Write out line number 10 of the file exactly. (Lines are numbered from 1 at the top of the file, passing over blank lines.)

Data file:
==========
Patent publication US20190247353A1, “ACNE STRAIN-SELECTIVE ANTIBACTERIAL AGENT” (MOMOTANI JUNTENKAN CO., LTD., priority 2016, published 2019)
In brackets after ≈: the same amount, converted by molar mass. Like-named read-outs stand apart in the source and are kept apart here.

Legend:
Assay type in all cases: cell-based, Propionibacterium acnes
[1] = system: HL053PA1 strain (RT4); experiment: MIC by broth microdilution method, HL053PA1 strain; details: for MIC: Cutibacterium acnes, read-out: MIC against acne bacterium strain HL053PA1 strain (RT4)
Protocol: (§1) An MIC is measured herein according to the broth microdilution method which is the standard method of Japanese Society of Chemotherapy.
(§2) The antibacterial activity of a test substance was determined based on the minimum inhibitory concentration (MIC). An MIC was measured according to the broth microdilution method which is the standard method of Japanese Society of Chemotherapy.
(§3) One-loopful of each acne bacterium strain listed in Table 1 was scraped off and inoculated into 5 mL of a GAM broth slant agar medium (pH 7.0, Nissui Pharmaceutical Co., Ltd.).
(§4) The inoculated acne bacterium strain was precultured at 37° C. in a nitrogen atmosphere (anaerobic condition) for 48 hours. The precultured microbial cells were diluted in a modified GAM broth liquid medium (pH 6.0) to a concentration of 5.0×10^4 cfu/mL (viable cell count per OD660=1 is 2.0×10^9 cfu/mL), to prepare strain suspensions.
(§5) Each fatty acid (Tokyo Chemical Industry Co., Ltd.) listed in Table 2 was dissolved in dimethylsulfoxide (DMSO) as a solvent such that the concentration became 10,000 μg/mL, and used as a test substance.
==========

(§5) Each fatty acid (Tokyo Chemical Industry Co., Ltd.) listed in Table 2 was dissolved in dimethylsulfoxide (DMSO) as a solvent such that the concentration became 10,000 μg/mL, and used as a test substance.